In mainstream movies, diverse casting is not the norm. Mainstream films tend to focus on white characters, with African-Americans playing drug addicts, hookers, criminals, sidekicks and the characters who get killed first. But in Christian films, there is quite a bit of diversity, both in the selection of films on the sites, and in the films that achieve the greatest success.
However, more rare in faith-based films are films that overtly look at race. The recent “Canal Street” (2018) is certainly one of those. This is the film that inspired me to look more closely at Christian filmmaking. I saw it at the American Black Film Festival, in June in Miami Beach, Florida.
I spoke to “Canal Street’s” amazingly enthusiastic director, Rhyan LaMarr, after he had just finished Day 19 of a 21 Day shoot! Amazingly, he was full of energy and joy to talk about his work for God. I had already learned that there are definitely wide varieties within the umbrella of faith-based films and LaMarr even challenges the name faith-based.
“Faith-based films,” he argues, are for people who’ve already found Jesus. My films are faith-driven, and they aim to meet people where they are at.” LaMarr, like many other Christian filmmakers, see their work as a ministry. LaMarr just sees his ministry as being to people who don’t necessarily have faith yet.
LaMarr had already made several films by the time he directed “Canal Street.” From “The Dirty 30” that went straight to DVD, to “Restored Me,” that opened on between 100 and 200 screens, to now a movie opening on 500-1000 screens. (That’s another element of interest to filmmakers, Christian films really work the theatrical distribution angle—something to think about.)
LaMarr had been working on the script for “Canal Street” since 2005, and finally got financing in 2015. “We sat there in the production office in 2005 with no money, and I just created a vision board. We just asked. In Hollywood there’s a pitch packet with the actors the producer wants. But if there’s no money IT NEVER WORKS!”
“In the end, we got actors who were interested and believed in ME. They are not interested in ‘Canal Street’, or such and such particular project: they’re interested in you and your career! “
I was curious how LaMarr had managed to get such a large number of exceptional actors: Lance Reddick and Jamie Hector from “The Wire”, Mykelti Williamson, best known as Bubba in “Forrest Gump” and from several great TV series, Mekhi Phifer, whose screen debut was leading Spike Lee’s “Clockers” (1992), Bryshere Gray, from the TV series “Empire” and “The New Edition Story”, who plays Kholi, the embattled youngster at the center of the action in “Canal Street.” And this is not a complete list.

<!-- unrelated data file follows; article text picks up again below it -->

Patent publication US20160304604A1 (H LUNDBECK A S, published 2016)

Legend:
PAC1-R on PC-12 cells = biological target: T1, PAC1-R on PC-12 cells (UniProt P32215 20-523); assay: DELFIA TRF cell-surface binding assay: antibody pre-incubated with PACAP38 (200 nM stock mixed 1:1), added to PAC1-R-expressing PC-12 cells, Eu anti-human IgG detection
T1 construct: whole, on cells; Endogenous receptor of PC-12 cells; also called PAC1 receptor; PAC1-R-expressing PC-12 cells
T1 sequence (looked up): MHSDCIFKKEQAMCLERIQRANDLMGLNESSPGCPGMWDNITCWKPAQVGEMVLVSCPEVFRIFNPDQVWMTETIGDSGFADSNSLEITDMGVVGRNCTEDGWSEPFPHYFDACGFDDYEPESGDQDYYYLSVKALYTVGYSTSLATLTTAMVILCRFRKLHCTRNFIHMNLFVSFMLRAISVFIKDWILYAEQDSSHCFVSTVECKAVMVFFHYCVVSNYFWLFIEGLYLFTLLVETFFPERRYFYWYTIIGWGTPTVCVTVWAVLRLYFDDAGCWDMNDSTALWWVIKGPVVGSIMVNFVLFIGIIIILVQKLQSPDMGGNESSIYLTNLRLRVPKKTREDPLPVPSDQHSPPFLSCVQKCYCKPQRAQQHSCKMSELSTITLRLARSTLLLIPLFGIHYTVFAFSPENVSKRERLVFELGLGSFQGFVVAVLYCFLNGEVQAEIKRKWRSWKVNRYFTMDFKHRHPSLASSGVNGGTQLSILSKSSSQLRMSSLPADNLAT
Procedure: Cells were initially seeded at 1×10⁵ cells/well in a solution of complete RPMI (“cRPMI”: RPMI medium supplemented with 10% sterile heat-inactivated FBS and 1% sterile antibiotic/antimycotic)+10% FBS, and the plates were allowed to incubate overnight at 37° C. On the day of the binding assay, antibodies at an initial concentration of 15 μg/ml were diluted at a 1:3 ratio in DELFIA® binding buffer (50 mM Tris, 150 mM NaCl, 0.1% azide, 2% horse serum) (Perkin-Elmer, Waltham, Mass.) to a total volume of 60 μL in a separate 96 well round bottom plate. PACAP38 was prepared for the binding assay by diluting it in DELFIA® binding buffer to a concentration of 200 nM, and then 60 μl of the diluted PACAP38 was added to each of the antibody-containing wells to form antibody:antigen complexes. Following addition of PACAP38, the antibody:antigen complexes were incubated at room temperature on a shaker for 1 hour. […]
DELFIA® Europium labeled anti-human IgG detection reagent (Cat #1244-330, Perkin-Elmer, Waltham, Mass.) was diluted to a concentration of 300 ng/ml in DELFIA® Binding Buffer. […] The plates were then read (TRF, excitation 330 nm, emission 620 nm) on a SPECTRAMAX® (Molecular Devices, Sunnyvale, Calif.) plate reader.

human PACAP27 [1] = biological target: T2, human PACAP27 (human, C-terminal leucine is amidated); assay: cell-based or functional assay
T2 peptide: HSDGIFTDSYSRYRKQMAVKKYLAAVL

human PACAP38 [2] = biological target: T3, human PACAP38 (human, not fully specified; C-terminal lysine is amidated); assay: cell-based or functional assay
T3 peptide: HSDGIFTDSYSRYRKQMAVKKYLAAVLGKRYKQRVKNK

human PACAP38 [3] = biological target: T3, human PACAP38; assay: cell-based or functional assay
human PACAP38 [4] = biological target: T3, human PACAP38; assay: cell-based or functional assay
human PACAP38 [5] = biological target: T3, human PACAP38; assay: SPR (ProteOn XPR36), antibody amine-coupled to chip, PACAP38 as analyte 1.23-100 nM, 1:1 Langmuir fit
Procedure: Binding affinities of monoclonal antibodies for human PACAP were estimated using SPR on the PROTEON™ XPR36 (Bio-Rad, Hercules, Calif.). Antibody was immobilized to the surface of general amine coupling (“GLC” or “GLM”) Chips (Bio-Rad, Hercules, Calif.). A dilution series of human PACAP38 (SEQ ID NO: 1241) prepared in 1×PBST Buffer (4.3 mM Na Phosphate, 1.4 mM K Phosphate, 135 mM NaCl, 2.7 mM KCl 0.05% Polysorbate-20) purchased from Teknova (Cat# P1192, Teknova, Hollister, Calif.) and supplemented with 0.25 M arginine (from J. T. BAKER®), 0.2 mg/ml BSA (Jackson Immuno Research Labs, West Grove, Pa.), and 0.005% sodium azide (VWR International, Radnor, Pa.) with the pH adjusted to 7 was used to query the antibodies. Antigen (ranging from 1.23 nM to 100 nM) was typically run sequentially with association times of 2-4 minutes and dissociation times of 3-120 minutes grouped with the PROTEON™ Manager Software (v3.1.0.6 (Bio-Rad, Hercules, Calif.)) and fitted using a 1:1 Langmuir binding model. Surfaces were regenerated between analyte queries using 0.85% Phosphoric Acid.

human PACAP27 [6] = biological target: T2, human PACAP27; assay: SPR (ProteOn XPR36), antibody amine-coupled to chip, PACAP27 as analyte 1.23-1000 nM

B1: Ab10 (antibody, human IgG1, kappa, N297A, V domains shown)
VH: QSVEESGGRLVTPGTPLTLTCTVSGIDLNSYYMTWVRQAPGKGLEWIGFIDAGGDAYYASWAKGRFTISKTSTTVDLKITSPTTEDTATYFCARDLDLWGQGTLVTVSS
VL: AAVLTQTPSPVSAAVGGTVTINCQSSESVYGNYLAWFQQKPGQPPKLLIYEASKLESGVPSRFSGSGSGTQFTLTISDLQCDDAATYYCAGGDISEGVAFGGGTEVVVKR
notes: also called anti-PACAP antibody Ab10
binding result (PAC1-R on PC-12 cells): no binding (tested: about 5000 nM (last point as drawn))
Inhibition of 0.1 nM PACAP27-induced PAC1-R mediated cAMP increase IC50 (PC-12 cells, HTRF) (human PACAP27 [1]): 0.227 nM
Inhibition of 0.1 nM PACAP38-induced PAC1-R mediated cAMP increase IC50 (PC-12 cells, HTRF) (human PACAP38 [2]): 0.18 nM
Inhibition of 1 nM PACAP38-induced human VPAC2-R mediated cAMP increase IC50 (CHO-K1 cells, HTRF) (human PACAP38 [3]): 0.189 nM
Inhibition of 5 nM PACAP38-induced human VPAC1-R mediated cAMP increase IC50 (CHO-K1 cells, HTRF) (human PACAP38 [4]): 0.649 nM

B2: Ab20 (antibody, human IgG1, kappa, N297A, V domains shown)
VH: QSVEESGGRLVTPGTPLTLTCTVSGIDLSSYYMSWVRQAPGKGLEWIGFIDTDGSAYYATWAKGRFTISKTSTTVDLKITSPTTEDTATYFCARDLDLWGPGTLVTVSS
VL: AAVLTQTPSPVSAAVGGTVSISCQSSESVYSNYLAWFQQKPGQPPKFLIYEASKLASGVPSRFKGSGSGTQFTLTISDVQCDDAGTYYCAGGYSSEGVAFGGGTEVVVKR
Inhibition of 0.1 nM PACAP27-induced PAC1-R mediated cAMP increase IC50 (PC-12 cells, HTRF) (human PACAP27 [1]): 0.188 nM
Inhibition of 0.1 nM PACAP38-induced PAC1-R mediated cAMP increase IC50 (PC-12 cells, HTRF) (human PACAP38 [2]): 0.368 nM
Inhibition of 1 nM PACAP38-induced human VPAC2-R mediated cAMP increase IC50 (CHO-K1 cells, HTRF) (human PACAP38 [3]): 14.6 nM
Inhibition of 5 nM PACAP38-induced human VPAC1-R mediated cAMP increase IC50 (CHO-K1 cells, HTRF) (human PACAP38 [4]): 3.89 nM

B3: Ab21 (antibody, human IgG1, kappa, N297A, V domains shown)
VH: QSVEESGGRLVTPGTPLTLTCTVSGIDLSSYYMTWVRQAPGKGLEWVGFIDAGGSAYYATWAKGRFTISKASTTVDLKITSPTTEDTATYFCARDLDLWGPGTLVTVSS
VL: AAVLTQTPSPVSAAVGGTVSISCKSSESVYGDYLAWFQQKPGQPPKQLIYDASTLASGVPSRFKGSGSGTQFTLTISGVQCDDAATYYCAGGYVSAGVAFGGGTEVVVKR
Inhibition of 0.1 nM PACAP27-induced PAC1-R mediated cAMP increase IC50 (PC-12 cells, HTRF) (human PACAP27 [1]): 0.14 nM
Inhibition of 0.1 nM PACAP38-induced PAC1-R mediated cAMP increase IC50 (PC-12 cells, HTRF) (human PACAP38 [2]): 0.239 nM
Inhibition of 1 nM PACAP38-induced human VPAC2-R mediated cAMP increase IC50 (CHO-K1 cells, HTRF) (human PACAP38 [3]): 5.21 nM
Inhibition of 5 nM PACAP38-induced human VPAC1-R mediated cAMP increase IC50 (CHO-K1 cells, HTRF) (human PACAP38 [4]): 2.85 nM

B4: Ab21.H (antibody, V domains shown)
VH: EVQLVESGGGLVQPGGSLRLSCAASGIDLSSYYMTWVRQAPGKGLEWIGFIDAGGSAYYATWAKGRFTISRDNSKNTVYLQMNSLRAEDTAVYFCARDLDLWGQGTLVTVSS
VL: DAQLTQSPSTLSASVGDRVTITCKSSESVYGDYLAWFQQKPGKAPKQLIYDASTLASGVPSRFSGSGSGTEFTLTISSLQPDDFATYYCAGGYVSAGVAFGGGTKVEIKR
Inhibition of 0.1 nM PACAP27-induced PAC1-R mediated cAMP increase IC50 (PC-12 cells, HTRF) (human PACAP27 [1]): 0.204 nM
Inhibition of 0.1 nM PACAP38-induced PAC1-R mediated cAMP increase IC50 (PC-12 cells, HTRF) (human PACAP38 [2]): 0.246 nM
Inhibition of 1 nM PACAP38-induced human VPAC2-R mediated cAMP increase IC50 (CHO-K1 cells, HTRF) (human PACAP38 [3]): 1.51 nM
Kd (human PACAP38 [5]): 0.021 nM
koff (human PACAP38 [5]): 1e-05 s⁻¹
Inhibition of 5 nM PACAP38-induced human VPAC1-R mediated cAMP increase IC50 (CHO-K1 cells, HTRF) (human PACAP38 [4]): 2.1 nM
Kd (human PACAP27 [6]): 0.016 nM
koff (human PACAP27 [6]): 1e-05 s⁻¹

“The first actors we attached with money. We paid them. It’s called ‘Pay or Play.’ It means that if you don’t make the movie, the actor keeps the money. Everyone else we just asked them. As Mykelti Williamson said: ‘The script is the star.’ Nobody is bigger than your script.”
“We went after the big names,” LaMarr continued. “Woody McClain was the easy one. He was gambling on me and I was gambling on him. Also, with these names, you have to be confident. ‘I am confident that I can shoot you out in four days.’ Mekhi Phifer in five days. Lance Reddick in one day.”
“We shot the entire film in 16.5 days. And we shot it for PEANUTS!!! We shot it for ‘Mission Impossible’’s coffee budget!”
“Canal Street” definitely is different as a Christian film. According to LaMarr, the mainstream church does not speak to racism, or homosexuality, or a lot of other very important topics.
“’God’s Not Dead’, ‘The War Room’ and Tyler Perry have done amazing things for the community,” he told me, “but they represent only one part of the body of the church. For so many people, when they come to Christ, it isn’t a beautiful event: ‘I was on a toilet and I heard a voice.’ ‘Someone died and I saw God.’”
LaMarr asks: “How do you save a part of the community that isn’t being ministered to? Jesus did not minister to perfect people. He ministered to the outcasts, and he did so even though he knew one of them would betray him. The audience for my films are woke Christians, diverse Millennials, because I’m a millennial.”
It’s Day 19, and LaMarr is coming to the end of a 21-day shoot on a film that delves into mental health issues, a psychological thriller.
“We do a lot of projects that inspire. It’s all to bring about thought, to have a conversation. I want people to not escape reality. This is my prayer. We are scrappers and hustlers. I’m working on 7 projects, including TV shows. ‘An American Tragedy: the Sean Bell Story’. We just wrapped a dark comedy: ‘North of the Ten’. We just wrapped a dark comedy that’s getting buzz on social media.”